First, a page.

Myalgic Encephalomyelitis, also known as Chronic Fatigue Syndrome, is topic at 2019 Caldwell Interprofessional Rounds.
Robie Robitaille and Rivka Solomon certainly looked healthy enough, sitting up on the stage for the MGH Institute’s annual Ann W. Caldwell President’s Lecture: Interprofessional Rounds. But what the school’s several hundred students would hear about their invisibility disability told a different story.
The two women have Myalgic Encephalomyelitis, also known as Chronic Fatigue Syndrome, a disease characterized by extreme exhaustion, sleep abnormalities, pain, and other symptoms that are worsened by physical activity but doesn’t improve with rest. They spend their days, weeks, months, and years primarily homebound and bedridden, sometimes unable to muster the energy to do something as simple as moving into a nearby chair. The disease can be mild, moderate or severe. Some severe patients lose the ability to talk or eat and thus require a feeding tube. Even the smallest of noises or bright light can send them into a long-term crash that can last for weeks. It’s a condition that can rob them of their jobs, social life, and joy.
“I’ve spent the past several weeks resting and getting ready to come tonight, because I know it will drain me of all my energy,” Robitaille told the audience of more than 650 MGH Institute students, faculty, and staff, plus health professionals and advocates for ME/CFS (as the disease is known). After being afflicted with the condition 16 years ago, she was forced to leave her job as a fitness coach and drop out of a master’s program in counseling psychology, eventually moving in with her parents who are her caregivers. “I’m probably not going to be able to get out of bed for a month after this.”
Solomon is a writer focusing on women and chronic illness, the result of almost three decades of being homebound and bedridden much of the time. Like Robitaille, she has become a patient advocate and an event coordinator for the Massachusetts ME/CFS & FM Association. Solomon talked about how she has been treated at times by physicians and health care workers, saying they either had medical misinformation about the disease, misdiagnosed her, dismissed her symptoms, or failed to treat her with respect.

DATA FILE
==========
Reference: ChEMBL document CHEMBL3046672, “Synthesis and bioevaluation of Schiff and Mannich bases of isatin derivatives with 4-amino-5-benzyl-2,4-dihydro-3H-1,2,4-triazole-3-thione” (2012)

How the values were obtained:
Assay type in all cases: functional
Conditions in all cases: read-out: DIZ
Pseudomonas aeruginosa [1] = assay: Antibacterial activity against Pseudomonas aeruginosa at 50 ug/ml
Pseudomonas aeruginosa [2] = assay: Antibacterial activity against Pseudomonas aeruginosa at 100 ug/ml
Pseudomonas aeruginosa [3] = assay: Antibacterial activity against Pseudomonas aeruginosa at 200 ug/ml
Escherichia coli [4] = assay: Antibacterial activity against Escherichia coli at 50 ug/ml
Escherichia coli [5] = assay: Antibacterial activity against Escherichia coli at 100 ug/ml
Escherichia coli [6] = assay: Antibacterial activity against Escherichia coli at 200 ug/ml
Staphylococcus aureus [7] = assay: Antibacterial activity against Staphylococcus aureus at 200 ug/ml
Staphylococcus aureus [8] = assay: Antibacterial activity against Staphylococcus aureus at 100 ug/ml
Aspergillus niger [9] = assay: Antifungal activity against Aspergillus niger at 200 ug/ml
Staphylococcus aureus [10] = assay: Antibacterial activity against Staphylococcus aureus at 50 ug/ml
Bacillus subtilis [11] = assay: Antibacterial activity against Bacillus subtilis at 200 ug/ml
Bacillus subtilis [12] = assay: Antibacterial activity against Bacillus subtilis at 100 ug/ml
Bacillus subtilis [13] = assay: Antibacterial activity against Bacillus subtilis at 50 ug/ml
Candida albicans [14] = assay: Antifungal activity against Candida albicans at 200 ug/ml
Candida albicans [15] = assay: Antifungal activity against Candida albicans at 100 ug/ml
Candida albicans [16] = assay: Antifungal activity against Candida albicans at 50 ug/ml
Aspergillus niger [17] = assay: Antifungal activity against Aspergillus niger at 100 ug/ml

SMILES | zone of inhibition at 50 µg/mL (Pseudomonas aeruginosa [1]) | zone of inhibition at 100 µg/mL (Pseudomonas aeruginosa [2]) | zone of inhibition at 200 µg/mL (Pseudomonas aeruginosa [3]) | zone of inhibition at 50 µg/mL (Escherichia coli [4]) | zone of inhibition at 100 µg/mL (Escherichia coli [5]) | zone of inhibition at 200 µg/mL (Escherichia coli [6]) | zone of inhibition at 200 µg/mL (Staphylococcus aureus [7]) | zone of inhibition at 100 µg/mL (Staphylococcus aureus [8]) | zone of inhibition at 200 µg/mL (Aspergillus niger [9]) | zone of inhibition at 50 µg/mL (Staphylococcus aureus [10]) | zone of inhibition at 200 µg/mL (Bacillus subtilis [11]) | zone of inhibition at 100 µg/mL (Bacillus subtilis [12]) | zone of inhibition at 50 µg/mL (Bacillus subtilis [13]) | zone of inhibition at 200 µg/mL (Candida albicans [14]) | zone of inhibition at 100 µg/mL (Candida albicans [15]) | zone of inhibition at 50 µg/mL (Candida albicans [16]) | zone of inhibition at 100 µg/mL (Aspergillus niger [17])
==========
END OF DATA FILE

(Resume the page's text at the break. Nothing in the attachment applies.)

The annual event is named after the MGH Institute’s fourth president. It presents students in six of the IHP’s post-baccaulareate degree programs successful examples of how clinical teams collaborate to provide patient-centered, compassionate care. It’s a key component of the Institute’s mission to prepare health care professionals to advance care for a diverse society.
According to Dr. Ronald Tompkins, a Harvard Medical School professor and co-director of the ME/CFS Collaborative Research Activities at Massachusetts General Hospital and Harvard-affiliated hospitals, total National Institutes of Health funded research on the condition has historically been about $6 million per year. It doubled to $12 million last year, but it’s still woefully underfunded, he said, which makes it extremely difficult to help find relief for the 1 million to 2.5 million Americans – and the 17 million to 24 million people worldwide, according to the Centers for Disease Control – who suffer with the condition.
“We know so little about this that we don’t even know how to treat it,” said Dr. Tompkins. The panelists were quick to state, however, that physicians can still help them a great deal by treating symptoms and co-morbid conditions, such as infections (viruses), orthostatic intolerance/POTS, and sleep difficulties.
Lisa Hall, RN, is a senior nurse at Northampton Integrative Medicine in western Massachusetts. She has spent the past 17 years treating patients with complex chronic illnesses, including ME/CFS, Lyme Disease and Fibromyalgia. “Events like this are very hopeful because we get to explain this to the next generation of health care professionals,” she said. “Hopefully, it will help create momentum that can lead to more research.”
In addition to the panel discussion, the audience viewed a 20-minute clip of the 2017 award-winning documentary Unrest, and submitted questions that the panel answered. Advocates said they believe this was the largest public event ever held focusing on the disease.
Video of the Event
This is the video of the ME/CFS event (everything except the excerpt from the film Unrest). Below the video there is a link to the slides that were shown at the event.